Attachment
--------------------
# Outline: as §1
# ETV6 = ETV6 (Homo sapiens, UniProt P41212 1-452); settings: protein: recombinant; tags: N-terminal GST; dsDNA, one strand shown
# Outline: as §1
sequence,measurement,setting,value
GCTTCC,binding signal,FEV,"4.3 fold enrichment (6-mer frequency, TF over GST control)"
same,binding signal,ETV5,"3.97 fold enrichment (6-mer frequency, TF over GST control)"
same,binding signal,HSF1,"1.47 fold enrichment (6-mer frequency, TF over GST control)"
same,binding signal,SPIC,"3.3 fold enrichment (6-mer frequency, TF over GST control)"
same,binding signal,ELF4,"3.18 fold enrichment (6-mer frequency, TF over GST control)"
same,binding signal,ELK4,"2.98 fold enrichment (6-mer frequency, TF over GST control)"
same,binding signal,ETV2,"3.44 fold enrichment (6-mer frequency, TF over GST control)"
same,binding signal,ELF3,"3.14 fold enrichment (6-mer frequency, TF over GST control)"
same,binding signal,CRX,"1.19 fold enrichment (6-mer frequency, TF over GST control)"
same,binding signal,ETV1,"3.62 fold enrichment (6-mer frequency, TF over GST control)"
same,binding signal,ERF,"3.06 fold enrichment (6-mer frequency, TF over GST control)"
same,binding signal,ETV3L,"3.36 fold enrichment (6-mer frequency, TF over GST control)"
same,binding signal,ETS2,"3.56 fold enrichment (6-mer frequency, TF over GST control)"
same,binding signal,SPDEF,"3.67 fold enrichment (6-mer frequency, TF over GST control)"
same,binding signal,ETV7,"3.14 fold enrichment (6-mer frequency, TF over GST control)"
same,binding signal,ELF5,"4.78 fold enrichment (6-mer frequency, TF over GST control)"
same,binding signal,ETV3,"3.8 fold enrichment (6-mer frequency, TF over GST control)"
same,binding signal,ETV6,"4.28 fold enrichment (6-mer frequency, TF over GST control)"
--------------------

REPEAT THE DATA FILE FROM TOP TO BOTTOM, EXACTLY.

# Outline: as §1
# ETV6 = ETV6 (Homo sapiens, UniProt P41212 1-452); settings: protein: recombinant; tags: N-terminal GST; dsDNA, one strand shown
# Outline: as §1
sequence,measurement,setting,value
GCTTCC,binding signal,FEV,"4.3 fold enrichment (6-mer frequency, TF over GST control)"
same,binding signal,ETV5,"3.97 fold enrichment (6-mer frequency, TF over GST control)"
same,binding signal,HSF1,"1.47 fold enrichment (6-mer frequency, TF over GST control)"
same,binding signal,SPIC,"3.3 fold enrichment (6-mer frequency, TF over GST control)"
same,binding signal,ELF4,"3.18 fold enrichment (6-mer frequency, TF over GST control)"
same,binding signal,ELK4,"2.98 fold enrichment (6-mer frequency, TF over GST control)"
same,binding signal,ETV2,"3.44 fold enrichment (6-mer frequency, TF over GST control)"
same,binding signal,ELF3,"3.14 fold enrichment (6-mer frequency, TF over GST control)"
same,binding signal,CRX,"1.19 fold enrichment (6-mer frequency, TF over GST control)"
same,binding signal,ETV1,"3.62 fold enrichment (6-mer frequency, TF over GST control)"
same,binding signal,ERF,"3.06 fold enrichment (6-mer frequency, TF over GST control)"
same,binding signal,ETV3L,"3.36 fold enrichment (6-mer frequency, TF over GST control)"
same,binding signal,ETS2,"3.56 fold enrichment (6-mer frequency, TF over GST control)"
same,binding signal,SPDEF,"3.67 fold enrichment (6-mer frequency, TF over GST control)"
same,binding signal,ETV7,"3.14 fold enrichment (6-mer frequency, TF over GST control)"
same,binding signal,ELF5,"4.78 fold enrichment (6-mer frequency, TF over GST control)"
same,binding signal,ETV3,"3.8 fold enrichment (6-mer frequency, TF over GST control)"
same,binding signal,ETV6,"4.28 fold enrichment (6-mer frequency, TF over GST control)"